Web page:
A papal visit would have more impact this time
OUR REMEMBERING of the September 1979 visit of Pope John Paul II has comprised part nostalgia and part self-satisfaction, the nostalgia being less for the pope than for the feeling of innocence nowadays associated with those times, writes JOHN WATERS
The anniversary analysis went something like this: the pope, personable but representing an outmoded form of thinking, came to Ireland at approximately the moment when we began to wake up. After he left, the church fell apart, and Irish society “matured into new understandings.
I remember differently. Although John Paul had a superficial attraction for me, I deliberately placed myself outside the embrace of his visit, not wanting a surge of sentimentalism to unseat my determination to keep walking away from the church. At the time I was a working as a roadie with a pop band, and on the night of the massive gathering in the Phoenix Park, we were playing in Derry. All the way home, we faced into the headlights of the cars coming back from Dublin.
The numbers who turned out to see the pope are remembered now as evidence of the vigour of Irish Catholicism at the time. It was, we were told many times this week, the end of an era – as one priest crudely put it, “the last sting of a dying wasp”.
Conventional wisdom assumes that Irish Catholicism remained vibrant until the emergence of the clerical scandals of the 1990s, starting with Bishop Eamonn Casey, a cameo award-winner of the papal visit. But really the scandals were no more than pretexts for people who were already failing to find an engagement with Catholicism to declare publicly their alienation.
The real problem, prevailing long before the pope came, related to the the reduction, over the previous century or so, of Christianity as expressed in Irish Catholicism into two thin strands: moralism and emotionalism. The church had become a moral police force, and Christ, seemingly incompatible with this function, had been externalised and suffused in an aura of sentimentality. Christianity had become separated from reality, except in so far as reality consisted of rules.
The mass media persona of John Paul II embodied both the characteristics of moralism and emotionalism infecting the Irish church. This was nothing like the full truth of John Paul, but mass media communications are poorly adapted for truth-telling. By turns, the pope came across as avuncular and finger-wagging, smiling and stern, affectionate and unyielding. Nothing about his Irish visit managed to transcend these dualisms.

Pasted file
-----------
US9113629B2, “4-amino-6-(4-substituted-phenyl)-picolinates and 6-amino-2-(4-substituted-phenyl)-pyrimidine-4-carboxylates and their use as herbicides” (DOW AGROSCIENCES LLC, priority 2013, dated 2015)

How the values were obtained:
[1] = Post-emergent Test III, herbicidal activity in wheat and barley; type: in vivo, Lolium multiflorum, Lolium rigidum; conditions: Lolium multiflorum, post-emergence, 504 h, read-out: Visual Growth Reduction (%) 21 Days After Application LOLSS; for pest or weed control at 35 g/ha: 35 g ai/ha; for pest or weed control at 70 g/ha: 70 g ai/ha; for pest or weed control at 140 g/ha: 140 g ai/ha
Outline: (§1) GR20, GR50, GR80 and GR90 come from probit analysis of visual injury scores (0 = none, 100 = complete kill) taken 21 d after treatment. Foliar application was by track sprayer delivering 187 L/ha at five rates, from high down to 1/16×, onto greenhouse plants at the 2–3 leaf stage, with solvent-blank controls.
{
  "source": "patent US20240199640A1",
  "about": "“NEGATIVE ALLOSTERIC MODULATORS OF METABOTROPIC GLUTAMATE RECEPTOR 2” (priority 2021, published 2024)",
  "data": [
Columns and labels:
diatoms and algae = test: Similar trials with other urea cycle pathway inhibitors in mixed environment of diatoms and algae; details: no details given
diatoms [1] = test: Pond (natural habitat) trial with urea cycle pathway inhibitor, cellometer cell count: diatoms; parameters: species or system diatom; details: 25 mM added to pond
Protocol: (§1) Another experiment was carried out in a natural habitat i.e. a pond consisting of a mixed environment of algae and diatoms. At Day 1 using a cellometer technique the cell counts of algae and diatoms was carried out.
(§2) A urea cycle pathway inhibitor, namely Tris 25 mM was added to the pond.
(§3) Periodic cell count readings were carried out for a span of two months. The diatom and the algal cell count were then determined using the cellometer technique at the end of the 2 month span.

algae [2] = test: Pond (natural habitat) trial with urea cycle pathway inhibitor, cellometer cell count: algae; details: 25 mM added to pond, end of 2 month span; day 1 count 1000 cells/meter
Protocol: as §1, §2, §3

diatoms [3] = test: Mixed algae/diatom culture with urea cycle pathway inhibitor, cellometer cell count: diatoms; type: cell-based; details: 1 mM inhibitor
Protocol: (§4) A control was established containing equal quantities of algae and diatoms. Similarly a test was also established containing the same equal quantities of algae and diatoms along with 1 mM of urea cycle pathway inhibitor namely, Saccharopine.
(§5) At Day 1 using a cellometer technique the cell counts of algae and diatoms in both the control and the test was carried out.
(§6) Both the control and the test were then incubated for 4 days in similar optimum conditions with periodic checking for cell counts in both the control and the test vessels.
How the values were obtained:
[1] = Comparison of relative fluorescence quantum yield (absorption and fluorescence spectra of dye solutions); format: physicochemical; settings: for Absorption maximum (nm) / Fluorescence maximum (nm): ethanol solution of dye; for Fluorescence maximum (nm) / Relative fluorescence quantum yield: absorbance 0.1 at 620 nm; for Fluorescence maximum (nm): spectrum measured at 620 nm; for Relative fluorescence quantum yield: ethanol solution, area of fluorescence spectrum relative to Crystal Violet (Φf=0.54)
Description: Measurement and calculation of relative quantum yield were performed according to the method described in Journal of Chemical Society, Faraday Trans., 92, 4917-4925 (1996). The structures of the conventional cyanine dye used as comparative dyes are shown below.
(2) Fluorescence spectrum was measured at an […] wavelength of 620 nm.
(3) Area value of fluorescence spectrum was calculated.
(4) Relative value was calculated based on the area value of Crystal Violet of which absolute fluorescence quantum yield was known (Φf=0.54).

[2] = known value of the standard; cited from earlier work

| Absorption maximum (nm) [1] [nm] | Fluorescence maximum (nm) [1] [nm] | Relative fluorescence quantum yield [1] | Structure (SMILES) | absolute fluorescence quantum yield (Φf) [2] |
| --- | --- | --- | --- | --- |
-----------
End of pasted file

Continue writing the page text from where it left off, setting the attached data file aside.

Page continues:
In his various homilies that weekend, the pope talked about peace, family, values, the law of God. But, for all the positive emotionalism, his language served mainly to underline the emerging sense that Christianity was not in harmony with the coming time. The words he used were designed to shore up something that really no longer existed, if it ever had. For all his brilliance, John Paul was slightly behind what, deep down, the culture really felt.
We are told that the events of 1979 are unrepeatable. But I’m not sure. Pope Benedict XVI is different to his predecessor, but not in the ways many Irish people think. I’ve been struck many times by the tacit hostility he provokes in some quarters. When you nudge such sentiments, people invariably say that Benedict is “reactionary”, “right-wing”, “dogmatic”. Few who praise John Paul and seek to bury Benedict could name a single point of theological difference between them.
But, of the two, Pope Benedict is by far the more tuned in to the condition of modern culture. He has a profound grasp of what has happened to Christian societies, including Ireland, beset by a shrivelling of reality through ideology and language.
What is called secularism, operating in a pincer movement with the reduction of Christianity to morals and sentiment, has removed from our cultures the means for a human being to access in reality a total definition of himself. Modern man remains secure while remaining within his own constructs, but even a glance out the window, at the horizon of knowable reality, casts him into a dizzying terror. His only, yes, hope, lies in distraction: money, intoxicants, false ideas of freedom.
Insisting that human intelligence must embrace all that is, Benedict makes the reintegration of faith and reason the centrepiece of his papal mission. His message is all but lost in the flurry of dishonesty that attends media presentations of his interventions, but still he continues to remind us that if we are to rediscover the authentic experience of being human, we must look intensely at reality and reconnect with the knowledge that lies within us, beneath the common mentality seeking to overwhelm us.
For this reason, I believe a visit by Benedict would provoke a response in Irish society far deeper and more vital than the visit of John Paul. In these 30 years of what we term progress, we have built for ourselves a box from which we gaze uneasily at a reality shorn of almost everything that is true. We are just about ready to have this most brilliant of men come look us in the eyes and tell us what he sees.